Above 65 Nicoyans live longer than many of the other blue zones (the Sardinians for example). I’m not saying eating loads of animals is good for you or bad, but it’s clear there are societies that do so and do live at ‘blue zone’ levels. Furthermore, as seen in the linked study above, Japanese men above 65 live longer than Sardinians men. And normal Swedish men above 65 live as long as a typical Sardinian.

    1. Steve V says:

      Good question. Another thought, beyond diet (which is always the big focus, but could actually be a lesser effect) is the location one lives on Earth in regards to magnetism and sun. The Yucatan area, I’ve studied, seems to be very life enhancing and this is due to magnetism effect. Also Okinawa is also in a different magnetism area. Doris Loh on facebook as well as Dr Jack Kruse speak about this. Others specify how environment is more important than diet for life enjoyment and longevity. However, regarding dietary approaches, in the late 80’s and early 90’s, Dr Michael Colgan wrote some EXCELLENT books on sports nutrition and lifestyle, still relevant to this day. His Hormone book is/was eye opening(from 1998 I think). But he and others I read in the bodybuilding world, spoke about health benefits of olive oil as the author here did also. Ever since 1994, I have been drinking olive oil near daily. Oftentimes up to a 1/4 cup. I do supplement with alot of other nutrients, but this habit has been going for 25yrs. Ill be 50 in 4 months, look like im in my 30’s, 5-8/193 lbs same body weight for 20 yrs-has literally changed 1-4 pounds in either direction, thats it (prior I was heavier due to bodybuilding principles). Move daily to include (animal crawls, sprints and carry heavy weights generally). Done my fair share of spartans and always in top 17% of all age groups w/o training for them, just life training. My two cents.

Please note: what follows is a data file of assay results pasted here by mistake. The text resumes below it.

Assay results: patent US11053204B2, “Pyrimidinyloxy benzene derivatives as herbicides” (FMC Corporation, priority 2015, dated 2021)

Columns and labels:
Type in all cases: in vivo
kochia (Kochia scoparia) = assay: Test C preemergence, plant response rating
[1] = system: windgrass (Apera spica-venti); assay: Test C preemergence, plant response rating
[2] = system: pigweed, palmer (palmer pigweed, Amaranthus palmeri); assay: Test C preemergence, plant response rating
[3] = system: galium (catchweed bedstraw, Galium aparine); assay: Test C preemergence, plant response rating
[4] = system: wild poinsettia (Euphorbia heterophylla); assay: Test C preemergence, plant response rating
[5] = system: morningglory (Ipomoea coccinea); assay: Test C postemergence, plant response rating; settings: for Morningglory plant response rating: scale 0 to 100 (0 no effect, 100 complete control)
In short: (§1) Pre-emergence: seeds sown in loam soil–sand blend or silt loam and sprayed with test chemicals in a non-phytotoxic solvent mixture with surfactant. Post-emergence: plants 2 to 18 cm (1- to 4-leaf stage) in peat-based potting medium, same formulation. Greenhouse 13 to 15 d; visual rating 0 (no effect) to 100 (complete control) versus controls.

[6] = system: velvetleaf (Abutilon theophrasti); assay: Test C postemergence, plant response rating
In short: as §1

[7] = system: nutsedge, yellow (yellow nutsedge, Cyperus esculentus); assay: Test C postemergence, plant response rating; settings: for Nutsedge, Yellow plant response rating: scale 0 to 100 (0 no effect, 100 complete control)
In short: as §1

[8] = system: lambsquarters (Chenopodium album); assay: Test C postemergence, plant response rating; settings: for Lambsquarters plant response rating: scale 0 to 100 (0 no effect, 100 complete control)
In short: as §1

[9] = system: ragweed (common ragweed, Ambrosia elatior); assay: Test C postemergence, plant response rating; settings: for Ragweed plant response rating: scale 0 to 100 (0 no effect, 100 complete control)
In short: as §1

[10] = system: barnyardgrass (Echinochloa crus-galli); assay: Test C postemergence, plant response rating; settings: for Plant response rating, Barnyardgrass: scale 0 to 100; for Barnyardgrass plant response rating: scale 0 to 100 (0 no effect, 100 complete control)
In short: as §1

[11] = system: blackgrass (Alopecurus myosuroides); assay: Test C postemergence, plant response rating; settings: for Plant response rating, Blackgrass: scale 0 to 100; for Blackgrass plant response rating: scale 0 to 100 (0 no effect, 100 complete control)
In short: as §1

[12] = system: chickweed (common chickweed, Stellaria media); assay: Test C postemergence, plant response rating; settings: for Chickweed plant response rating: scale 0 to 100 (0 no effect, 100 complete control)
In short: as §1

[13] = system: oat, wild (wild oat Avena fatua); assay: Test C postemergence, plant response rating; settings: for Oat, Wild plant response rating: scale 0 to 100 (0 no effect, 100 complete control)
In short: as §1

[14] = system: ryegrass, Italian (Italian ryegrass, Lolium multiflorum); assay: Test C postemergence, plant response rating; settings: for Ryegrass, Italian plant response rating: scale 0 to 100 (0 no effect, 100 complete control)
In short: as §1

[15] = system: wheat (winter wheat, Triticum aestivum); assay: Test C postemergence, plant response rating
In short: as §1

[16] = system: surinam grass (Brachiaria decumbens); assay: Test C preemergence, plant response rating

8. Mark says:

    Hi Ben I’m a bit confused now about the use of colostrum and the IGF factors related to it especially bovine colostrum as promoted by the renegade pharmacist would love to hear your thoughts. Thanks

    1. Use it for sure, but just cycle it. I only use for certain muscle building or anabolic 4-8 week stints during the year.

      1. Jose says:

        Hi Mr. Greenfield,

        Would taking the recommended dose of colostrum three times a week, every week, be another safe alternative way of taking it? Also, any news on your goat colostrum capsules?

        Thank you.

  9. Trent says:

    The part about fiber intake has me confused…should kale smoothies be avoided altogether, or is there a better way to prepare them that would make it easier on the digestive system while still getting all the nutrients kale provides? Same thing with the salad full of raw vegetables – should all the veggies just be cooked first?

    1. Danny says:

      Good questions Trent. I’m wondering the same thing!

    2. Fred Lewin says:

      Kale is very high oxalates. Using them to make a smoothie is not a good idea with certain heath conditions. One of which can be joint pain.